By John Huggan
MELBOURNE—For the first time in three days, things looked like they might not be adding up for International team captain Ernie Els at the 13th Presidents Cup. Addicted/devoted/faithful/dependent—you choose the description—on his analytic, statistics-based strategy, the South African’s previously dominant algorithm seemed to be miscalculating during the second series of foursomes against the United States side. Suddenly, the prospect of a balanced equation was in play. Where for long enough 12I > 12US the prospect of parity, 9x = 9y, loomed.
In the end, that wasn’t to be. Courtesy of some remarkable play by Marc Leishman and Abraham Ancer, who came from 5 down with eight to play to finish all square with Justin Thomas and Rickie Fowler, and another gutsy half from Byeong Hun An and Joaquin Niemann against Matt Kuchar and Tony Finau, the pre-singles calculation has the Internationals still ahead by two points, 10-8.
From what must have been the depths of depression, Els’ day turned into one of redemption, silencing those wondering why the likes of Hideki Matsuyama and C.T. Pan—convincing winners in the morning four-balls—were benched after lunch. For the South African, the numbers are still adding up. Even losing the fourth session, 3-1, had him oozing positivity.
“What a four sessions it’s been,” he said. “It’s been really exciting and a lot of work. I normally sleep quite a few hours a night, but I haven’t slept too many hours this week. Our guys have done very well against this exceptional team, to be in the lead. And today was some of the most exciting golf I’ve seen for a long time. For us to scratch and scramble for one point this afternoon, the guys were very excited about that.”
Els, never one to back off from a fight, was also moved to comment on crowd behaviour at Royal Melbourne in the wake of complaints from his opposite number on the American team, Tiger Woods. Given the abusive treatment almost routinely dished out to visiting players in the U.S. at both the Ryder and Presidents Cups, Woods’ remarks must have seemed a bit rich.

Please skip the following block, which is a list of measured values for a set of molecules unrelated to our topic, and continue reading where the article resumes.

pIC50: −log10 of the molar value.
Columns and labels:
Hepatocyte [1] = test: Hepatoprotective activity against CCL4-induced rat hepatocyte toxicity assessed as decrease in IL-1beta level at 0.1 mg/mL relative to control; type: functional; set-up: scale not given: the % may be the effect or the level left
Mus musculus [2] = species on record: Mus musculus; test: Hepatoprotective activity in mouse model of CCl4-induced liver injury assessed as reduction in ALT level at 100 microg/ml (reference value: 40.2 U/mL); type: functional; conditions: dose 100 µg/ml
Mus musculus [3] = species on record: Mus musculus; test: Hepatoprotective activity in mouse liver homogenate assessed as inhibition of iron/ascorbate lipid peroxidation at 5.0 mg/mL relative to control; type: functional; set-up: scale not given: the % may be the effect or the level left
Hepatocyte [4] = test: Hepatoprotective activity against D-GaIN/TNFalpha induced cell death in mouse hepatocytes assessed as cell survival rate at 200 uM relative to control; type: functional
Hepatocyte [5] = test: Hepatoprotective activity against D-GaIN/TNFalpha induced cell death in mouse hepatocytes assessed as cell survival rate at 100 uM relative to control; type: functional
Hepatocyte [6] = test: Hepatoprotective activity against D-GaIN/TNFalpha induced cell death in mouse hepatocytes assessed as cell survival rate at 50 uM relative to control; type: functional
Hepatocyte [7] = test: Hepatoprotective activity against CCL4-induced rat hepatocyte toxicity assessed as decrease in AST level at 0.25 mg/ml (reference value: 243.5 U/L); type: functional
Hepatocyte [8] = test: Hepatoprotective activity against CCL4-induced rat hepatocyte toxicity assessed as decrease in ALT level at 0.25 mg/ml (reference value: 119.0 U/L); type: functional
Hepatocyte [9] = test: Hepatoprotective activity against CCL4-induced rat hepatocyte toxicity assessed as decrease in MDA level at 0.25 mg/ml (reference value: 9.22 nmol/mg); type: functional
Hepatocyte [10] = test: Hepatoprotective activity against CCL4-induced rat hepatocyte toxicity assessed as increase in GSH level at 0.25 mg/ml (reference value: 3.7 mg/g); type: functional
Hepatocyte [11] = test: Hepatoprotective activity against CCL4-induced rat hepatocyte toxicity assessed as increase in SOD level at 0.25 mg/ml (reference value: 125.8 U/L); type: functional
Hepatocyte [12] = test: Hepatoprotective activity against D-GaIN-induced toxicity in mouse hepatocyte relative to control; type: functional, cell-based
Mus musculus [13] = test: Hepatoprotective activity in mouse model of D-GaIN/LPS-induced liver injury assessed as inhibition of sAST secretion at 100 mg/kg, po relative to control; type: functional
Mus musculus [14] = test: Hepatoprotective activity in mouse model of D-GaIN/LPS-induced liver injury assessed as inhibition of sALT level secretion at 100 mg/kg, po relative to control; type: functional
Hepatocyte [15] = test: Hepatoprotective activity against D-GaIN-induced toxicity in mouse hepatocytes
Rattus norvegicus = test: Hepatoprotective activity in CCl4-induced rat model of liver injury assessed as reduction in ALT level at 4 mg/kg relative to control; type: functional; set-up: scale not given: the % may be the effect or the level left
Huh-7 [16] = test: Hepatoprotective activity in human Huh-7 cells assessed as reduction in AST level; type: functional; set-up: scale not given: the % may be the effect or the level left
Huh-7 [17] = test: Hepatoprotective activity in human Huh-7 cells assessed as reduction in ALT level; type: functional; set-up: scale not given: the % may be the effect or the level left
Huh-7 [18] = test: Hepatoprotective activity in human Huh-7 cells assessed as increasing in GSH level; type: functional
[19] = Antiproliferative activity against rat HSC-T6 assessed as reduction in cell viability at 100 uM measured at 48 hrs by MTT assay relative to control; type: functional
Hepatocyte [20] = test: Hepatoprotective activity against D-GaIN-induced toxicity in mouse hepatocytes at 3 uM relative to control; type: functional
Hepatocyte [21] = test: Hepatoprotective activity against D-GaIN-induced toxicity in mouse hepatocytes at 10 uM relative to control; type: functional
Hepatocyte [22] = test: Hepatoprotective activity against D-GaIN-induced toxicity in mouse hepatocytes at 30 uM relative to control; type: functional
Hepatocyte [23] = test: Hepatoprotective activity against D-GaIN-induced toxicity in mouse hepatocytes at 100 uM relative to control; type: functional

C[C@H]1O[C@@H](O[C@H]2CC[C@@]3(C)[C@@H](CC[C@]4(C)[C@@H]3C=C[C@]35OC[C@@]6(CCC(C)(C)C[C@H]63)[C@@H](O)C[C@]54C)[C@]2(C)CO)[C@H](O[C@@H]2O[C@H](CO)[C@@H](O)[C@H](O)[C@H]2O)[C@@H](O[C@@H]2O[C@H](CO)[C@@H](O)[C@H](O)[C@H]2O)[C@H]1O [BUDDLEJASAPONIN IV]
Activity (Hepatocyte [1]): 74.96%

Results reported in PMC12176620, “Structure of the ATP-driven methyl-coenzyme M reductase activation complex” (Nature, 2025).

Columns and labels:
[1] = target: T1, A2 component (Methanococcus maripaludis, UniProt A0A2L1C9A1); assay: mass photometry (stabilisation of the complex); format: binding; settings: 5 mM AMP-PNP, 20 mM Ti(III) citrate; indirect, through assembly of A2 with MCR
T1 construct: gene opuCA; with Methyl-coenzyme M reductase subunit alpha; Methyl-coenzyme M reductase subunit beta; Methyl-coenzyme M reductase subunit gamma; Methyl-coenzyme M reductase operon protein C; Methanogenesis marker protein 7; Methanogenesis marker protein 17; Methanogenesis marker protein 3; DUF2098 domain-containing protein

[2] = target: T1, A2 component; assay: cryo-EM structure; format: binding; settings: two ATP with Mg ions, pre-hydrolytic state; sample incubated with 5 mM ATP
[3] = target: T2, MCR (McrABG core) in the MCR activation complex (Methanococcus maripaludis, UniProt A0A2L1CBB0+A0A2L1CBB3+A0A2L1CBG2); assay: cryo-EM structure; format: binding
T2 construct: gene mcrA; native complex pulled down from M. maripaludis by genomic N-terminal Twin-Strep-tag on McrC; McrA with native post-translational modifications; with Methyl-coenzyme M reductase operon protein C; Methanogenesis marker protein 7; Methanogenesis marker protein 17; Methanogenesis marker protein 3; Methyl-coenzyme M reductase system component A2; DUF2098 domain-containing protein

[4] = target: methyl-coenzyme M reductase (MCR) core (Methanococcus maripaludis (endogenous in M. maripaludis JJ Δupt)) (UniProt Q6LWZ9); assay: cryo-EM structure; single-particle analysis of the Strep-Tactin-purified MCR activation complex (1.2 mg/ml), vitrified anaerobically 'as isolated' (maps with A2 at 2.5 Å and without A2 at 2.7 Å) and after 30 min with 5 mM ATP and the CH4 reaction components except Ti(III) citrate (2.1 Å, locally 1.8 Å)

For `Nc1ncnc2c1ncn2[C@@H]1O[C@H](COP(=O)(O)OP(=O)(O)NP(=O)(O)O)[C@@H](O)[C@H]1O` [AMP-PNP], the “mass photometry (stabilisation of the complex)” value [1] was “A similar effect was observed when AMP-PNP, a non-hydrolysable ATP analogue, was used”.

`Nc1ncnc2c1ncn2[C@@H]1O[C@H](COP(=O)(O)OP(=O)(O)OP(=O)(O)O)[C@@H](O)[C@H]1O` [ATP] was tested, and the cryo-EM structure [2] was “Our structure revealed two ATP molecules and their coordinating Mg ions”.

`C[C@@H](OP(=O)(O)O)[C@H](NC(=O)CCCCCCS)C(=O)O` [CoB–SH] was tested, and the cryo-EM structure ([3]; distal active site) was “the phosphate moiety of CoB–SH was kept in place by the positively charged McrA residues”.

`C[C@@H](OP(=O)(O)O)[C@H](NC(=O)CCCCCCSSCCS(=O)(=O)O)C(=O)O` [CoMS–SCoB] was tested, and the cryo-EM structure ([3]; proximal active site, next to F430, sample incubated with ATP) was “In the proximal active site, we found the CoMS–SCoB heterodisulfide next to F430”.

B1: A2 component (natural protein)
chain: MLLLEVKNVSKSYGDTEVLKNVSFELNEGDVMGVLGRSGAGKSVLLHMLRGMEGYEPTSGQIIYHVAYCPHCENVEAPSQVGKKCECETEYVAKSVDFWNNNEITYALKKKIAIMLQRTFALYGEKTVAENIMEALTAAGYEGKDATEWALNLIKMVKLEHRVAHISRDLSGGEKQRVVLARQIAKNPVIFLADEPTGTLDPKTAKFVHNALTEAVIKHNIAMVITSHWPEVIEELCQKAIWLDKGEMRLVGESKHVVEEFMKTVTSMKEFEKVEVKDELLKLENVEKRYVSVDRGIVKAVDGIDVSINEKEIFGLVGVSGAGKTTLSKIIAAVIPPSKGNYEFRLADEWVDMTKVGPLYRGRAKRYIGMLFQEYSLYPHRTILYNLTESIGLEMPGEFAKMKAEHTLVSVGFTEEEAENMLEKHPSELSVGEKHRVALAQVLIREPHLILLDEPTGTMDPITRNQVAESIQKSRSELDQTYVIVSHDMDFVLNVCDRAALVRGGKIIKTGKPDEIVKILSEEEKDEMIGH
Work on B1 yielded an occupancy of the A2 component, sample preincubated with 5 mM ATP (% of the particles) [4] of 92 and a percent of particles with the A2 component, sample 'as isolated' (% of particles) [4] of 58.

“I’ve played in many Presidents Cups,” Els said. “I’ve played in the U.S. many times. If you look back at New York and how these players were treated there, this crowd is pretty quiet. We shut up and we get on with things. That’s what we did in New York. It’s part of the game. And I’m with Tiger. I’m against heckling. I’m against crowds being disrespectful to the players. But it happens. And we, as professionals, move on.”
Four Internationals —Adam Scott, Abraham Ancer, Sungjae Im and Marc Leishman—will play all five matches. But only three Americans —Justin Thomas, Patrick Cantlay and Xander Schauffele—will play all five.
What that means strategically can be summed up in one word: nothing. Both captains pleaded ignorance.
“It was just the way that pairings panned out and how the guys played together in practice, and the formula we’ve been using for quite some time,” Els said. “We just went with that.”
Indeed, and a prescription he hopes will lead to ultimate success.